Ginger is one of those lovely plants that likes to sit out in the shade during the summer heat here in the South. In fact, it thrives in the humidity and rich moist soil, showing off some broad beautiful foliage and pretty flowers along with a bit of fragrance. In the last few weeks of summer, along with the last of the tomatoes, peppers and the beginning of early fall greens, the young tender fresh rhizomes show up in all their pink,green and ivory glory. They are almost too beautiful to cut and hardly resemble the dry brown roots you’re most likely to find at the grocery store any time of year. I think I can safely say that once you’ve had some freshly dug ginger root, it will be nearly impossible to go back to the grocery store or pull a jar out of your spice rack.
A couple of weeks back I made a trip to Western Maryland for a local food event in Garrett County. I would like to say the drive up was beautiful, but it was far from it. Friday traffic and a horrific rain storm made the trip terrible, dangerous and very long. I don’t do well in a car for more than a couple of hours so when we got up over eight, you can imagine that I was fit to be tied. But all was instantly better when the sun came out for the local food festival and I was given maple syrup by not one, but two local sources! Both Savage River Farm and Milroy Farms were quite kind to give me syrup this year. As you probably remember, I was pretty much devastated by the news last year that Maple Creek Farm in Burnsville NC was unable to produce syrup because of warmer winters with climate change. As the southern most organic producer of maple syrup, they were a delight to go visit. The sun shined through that lovely deep golden amber and everything seemed instantly right!
The bright flavor of tender ginger root slices combined with maple syrup from the Southern Appalachian Mountains creates a unique flavor that is different from the typical candied ginger you will find at the store. This stuff I’m going to tell you how to make is spicy deep rich sweet. That ginger from the store has been candied with sugar and there’s no telling if it was beet, cane, or some other kind of sweet product. But just like honey, maple syrup takes on slightly different flavors depending on the mineral content of the soil around the trees, the amount of moisture and age of the tree, along with the number of freezes during the harvest season.
Harvesting maple syrup is no easy task. There are miles of food grade lines strung through the woods up and down the mountain sides (gravity feed is the name of the game when harvesting the raw sap). Tapping the trees year after year so they are not killed requires experience and good eyesight to see scars left from prior taps. There are all sorts of grades of maple syrup from light to dark but my only advice is just find some that you like and get plenty!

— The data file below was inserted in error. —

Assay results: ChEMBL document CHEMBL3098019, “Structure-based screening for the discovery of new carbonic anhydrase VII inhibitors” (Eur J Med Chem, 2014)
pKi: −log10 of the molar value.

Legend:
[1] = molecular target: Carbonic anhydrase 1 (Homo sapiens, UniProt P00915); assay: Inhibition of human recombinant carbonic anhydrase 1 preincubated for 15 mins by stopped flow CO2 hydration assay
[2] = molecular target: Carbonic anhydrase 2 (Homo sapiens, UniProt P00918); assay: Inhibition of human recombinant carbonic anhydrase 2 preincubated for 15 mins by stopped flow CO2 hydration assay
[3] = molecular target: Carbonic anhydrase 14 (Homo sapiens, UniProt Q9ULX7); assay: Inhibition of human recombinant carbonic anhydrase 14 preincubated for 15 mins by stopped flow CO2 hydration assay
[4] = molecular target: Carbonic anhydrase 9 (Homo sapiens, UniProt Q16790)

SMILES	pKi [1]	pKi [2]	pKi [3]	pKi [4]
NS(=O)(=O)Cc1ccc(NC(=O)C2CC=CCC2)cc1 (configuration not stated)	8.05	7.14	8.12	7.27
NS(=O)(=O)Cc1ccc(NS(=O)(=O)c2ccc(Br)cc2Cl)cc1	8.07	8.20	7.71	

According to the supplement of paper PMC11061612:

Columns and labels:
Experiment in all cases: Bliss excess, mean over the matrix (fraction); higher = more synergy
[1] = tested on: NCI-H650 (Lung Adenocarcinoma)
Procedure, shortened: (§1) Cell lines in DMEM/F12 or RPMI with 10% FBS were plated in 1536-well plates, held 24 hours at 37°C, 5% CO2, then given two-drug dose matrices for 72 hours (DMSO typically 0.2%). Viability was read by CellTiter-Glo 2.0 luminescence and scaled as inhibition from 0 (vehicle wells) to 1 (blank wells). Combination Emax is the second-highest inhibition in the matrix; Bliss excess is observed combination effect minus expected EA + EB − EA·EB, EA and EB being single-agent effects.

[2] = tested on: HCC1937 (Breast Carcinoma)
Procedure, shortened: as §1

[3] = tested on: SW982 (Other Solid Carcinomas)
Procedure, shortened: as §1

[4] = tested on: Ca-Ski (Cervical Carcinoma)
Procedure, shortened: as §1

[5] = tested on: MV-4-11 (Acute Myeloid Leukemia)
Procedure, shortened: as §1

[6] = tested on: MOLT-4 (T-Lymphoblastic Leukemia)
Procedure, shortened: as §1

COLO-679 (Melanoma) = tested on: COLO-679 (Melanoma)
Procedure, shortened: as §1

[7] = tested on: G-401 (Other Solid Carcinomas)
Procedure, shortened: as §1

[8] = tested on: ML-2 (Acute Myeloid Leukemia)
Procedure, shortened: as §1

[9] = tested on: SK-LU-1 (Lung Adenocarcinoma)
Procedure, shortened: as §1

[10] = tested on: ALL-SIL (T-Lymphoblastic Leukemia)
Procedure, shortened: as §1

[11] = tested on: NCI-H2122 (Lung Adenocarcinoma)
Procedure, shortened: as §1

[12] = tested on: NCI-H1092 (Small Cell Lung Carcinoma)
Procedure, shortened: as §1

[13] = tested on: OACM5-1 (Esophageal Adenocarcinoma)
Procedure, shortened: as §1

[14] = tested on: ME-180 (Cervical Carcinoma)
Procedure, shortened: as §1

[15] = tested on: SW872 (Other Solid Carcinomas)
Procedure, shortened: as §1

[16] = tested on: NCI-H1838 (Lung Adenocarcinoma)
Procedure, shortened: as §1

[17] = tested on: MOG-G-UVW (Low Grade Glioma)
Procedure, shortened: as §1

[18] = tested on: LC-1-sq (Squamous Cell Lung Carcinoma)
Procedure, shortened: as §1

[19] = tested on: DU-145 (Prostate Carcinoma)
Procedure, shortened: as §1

The more you replace conventional sugar with honey, sorghum or maple syrup, the more you will enjoy your family recipes because they each add a little subtle flavor! As an added bonus, if you have heard of vanilla sugar, let me introduce you to ginger infused maple sugar and ginger infused maple syrup with this “recipe”! Try the infused sugar in your fall pumpkin cookies or lattes and the infused maple syrup on winter squash or pumpkin pancakes. There is no end to the possibilities using these homemade products. Younger rhizomes will be less spicy than older ones so your harvest or purchase from the market might vary from year to year or vendor to vendor. If you don’t like the spice of ginger so much, look for the smaller, younger roots or get a mix from a couple of sources each year so the batch is more consistent once the process is complete.
Here’s the method I use after I buy fresh ginger root at the farmers’ market.
- Clean the ginger with a stiff vegetable brush under a slow running stream of cold water. Some of the outer skin will be removed in the process, but so will all of the dirt.
- Then use a towel to dry the ginger and slice it up cross-grain about 1/8 ” thick.
- From this point, the slices get placed into a stainless pot and barely covered with some fresh maple syrup. For twenty minutes they lightly simmer away as the maple syrup begins to thicken. Do not boil these too hard unless you plan to stand and watch them during the process. You can cut the time down, but the slices may end up more firm in the process from the maple syrup actually turning to hard candy. And be careful about spatter because it is notoriously hot and will burn you. The water will be reduced in the maple syrup through the process and the color will deepen to a dark amber color.
- Remove the slices, allowing them to drain in the pot and set on a rack to drip and dry. A dehydrator will work for this process, or air drying if it is not humid.
- When the slices appear mostly dry but still quite pliable, press and roll them in pure maple sugar. Store in a sealed container with additional maple sugar in the refrigerator for up to a year. Pull out slices as you need them in recipes or add to toasted pecans for a surprise ice cream topping. The sugar can be used as a replacement in baked recipes as well.
- Remaining maple syrup and infused sugar should be stored in the refrigerator in sterile jars.